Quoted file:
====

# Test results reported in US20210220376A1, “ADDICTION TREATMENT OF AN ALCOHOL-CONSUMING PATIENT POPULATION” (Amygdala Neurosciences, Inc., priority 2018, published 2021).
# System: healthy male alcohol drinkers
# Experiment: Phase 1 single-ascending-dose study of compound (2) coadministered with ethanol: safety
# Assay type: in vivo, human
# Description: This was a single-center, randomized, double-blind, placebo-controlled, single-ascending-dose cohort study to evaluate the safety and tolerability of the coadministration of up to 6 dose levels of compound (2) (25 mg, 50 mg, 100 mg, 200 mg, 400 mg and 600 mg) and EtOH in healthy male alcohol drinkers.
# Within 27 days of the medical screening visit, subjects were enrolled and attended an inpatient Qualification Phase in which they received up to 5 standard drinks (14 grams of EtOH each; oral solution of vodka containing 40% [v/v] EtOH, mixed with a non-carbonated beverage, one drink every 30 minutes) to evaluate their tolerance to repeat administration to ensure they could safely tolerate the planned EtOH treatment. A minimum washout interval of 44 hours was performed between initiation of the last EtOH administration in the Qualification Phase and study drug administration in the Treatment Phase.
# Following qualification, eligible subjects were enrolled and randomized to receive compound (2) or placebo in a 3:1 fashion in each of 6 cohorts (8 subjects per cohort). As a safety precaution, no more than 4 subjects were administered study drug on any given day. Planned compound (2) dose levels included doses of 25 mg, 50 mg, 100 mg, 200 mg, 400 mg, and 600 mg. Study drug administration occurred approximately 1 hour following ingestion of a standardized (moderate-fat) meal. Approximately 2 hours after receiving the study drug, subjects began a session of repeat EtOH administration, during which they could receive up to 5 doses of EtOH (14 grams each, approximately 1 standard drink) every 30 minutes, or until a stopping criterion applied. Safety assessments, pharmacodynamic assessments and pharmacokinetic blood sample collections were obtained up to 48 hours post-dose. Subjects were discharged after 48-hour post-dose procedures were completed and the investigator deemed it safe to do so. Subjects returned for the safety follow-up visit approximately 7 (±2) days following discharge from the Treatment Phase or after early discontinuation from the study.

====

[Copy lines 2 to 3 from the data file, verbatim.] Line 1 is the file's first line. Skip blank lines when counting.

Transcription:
# System: healthy male alcohol drinkers
# Experiment: Phase 1 single-ascending-dose study of compound (2) coadministered with ethanol: safety